Properly implemented employment contracts save money

January is a great time of year for employers to focus on the basics of the employment relationship.

January is a great time of year for employers to focus on the basics of the employment relationship.

A cornerstone of that relationship is a properly implemented, written employment contract.

One of the key rules about employment contracts is that (to use the legal term) there must be “consideration” flowing to the employee in exchange for accepting the employer’s terms.

This consideration must exist in order for the employment contract to be binding on the employee.

Typically, the consideration flowing to a new employee is the offer of employment itself.

Timing is one crucial aspect of the exchange of consideration. If the employment has already commenced when the employer seeks to have the employee enter into a written employment contract, there is no new consideration flowing to the employee.

As such, it is crucial that employers routinely have new employees enter into written employment contracts prior to the commencement of the employment.

The principle that employment contracts must be signed before the employment commences was demonstrated a few years back in a decision of the B.C. Supreme Court.

The case involved a claim for wrongful dismissal by an employee who had been terminated after 16 years of employment.

The employer sought to rely upon a severance (pay in lieu of notice) clause contained in an employment contract signed just days after the employment had commenced.

If the severance clause in the written contract had been enforceable, the employer would only have had to provide the employee with six months’ pay in lieu of notice.

If the severance clause wasn’t enforceable, the (usually) greater common law standard of reasonable pay in lieu of notice would have applied.

The court reviewed the circumstances of the employee’s hiring, 16 years earlier, and of the signing of the employment contract. Of significance was the court’s conclusion that the written employment contract contained provisions which were detrimental to the employee (relating to termination, intellectual property rights, and restrictions on competition) and which had not been discussed before the employment commenced.

The court considered whether or not any new consideration had been provided to the employee for signing the written contract after the commencement of the employment. It concluded there had been none.

The court struck down the written employment contract and imposed the common law standard of pay in lieu of notice. The employee was given 13 months’ pay in lieu of notice (an additional seven months’ pay over what had been provided in the written contract).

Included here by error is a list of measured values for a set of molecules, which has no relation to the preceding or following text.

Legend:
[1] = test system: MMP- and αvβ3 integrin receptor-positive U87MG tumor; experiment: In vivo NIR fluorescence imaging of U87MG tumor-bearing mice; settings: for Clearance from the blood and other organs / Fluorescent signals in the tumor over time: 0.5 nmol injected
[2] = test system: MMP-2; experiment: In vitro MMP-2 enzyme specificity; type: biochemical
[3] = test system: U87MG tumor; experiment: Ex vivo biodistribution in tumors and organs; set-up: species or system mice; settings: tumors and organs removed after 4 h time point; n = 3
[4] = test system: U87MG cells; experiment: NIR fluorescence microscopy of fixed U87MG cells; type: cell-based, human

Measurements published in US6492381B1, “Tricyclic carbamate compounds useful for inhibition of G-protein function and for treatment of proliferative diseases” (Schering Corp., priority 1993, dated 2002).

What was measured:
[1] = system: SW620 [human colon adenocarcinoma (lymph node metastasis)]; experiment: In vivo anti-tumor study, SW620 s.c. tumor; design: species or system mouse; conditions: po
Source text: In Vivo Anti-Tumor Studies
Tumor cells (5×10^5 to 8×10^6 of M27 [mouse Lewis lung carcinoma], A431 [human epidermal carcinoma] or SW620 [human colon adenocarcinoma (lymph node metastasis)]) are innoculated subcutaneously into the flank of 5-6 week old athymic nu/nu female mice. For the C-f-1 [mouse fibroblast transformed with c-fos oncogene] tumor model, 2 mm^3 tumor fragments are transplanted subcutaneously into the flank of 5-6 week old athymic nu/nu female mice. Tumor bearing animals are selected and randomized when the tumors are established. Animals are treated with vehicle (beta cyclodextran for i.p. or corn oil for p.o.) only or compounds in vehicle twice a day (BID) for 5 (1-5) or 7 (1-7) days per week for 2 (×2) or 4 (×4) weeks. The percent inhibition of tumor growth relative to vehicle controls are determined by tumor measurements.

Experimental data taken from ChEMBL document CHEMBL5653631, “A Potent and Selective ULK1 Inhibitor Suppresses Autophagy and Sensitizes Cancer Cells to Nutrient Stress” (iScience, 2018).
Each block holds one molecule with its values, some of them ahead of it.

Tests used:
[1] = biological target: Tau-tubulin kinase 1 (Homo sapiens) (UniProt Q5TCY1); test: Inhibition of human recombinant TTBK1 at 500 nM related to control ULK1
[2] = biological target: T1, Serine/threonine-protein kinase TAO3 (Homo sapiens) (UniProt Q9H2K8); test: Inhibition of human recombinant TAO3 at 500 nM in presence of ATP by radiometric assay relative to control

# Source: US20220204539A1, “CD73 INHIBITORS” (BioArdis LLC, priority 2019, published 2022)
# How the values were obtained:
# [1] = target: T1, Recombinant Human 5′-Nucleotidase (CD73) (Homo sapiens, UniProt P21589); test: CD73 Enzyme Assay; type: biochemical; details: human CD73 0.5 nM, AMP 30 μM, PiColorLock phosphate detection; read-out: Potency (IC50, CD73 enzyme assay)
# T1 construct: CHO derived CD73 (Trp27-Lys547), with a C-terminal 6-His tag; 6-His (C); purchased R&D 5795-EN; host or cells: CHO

What lesson should employers take from decisions such as this?

That there is a correct way to implement written employment contracts in relation to new employees and this must be followed if contracts are to be binding on the employee.

The contract must be delivered to the candidate prior to the date on which she is to commence employment.

An accompanying cover letter should state simply that the individual is being offered employment on the terms and conditions set out in the contract and that she can signify acceptance of those terms by returning the signed and witnessed contract.

The cover letter enclosing the contract should not contain any offers or suggestions of additional, or different, terms than those set out in the contract.

Any other documents referred to in the body of the contract (such as, for instance, a job description, policy manual, or benefits summary booklet) should be attached to, or included with, the contract when it is delivered to the employee.

The candidate should initial each attachment to indicate his receipt of that item at the same time as the contract.

Most importantly, the contract must be accepted, by way of the candidate signing and returning the document, prior to the commencement of provision of employment services.

Following these simple rules will ensure the enforceability of written employment contracts for new employees. And, they will save your business a lot of money.

Robert Smithson is a labour and employment lawyer, and operates Smithson Employment Law in Kelowna. This subject matter is provided for general informational purposes only and is not intended as legal advice.

www.smithsonlaw.ca

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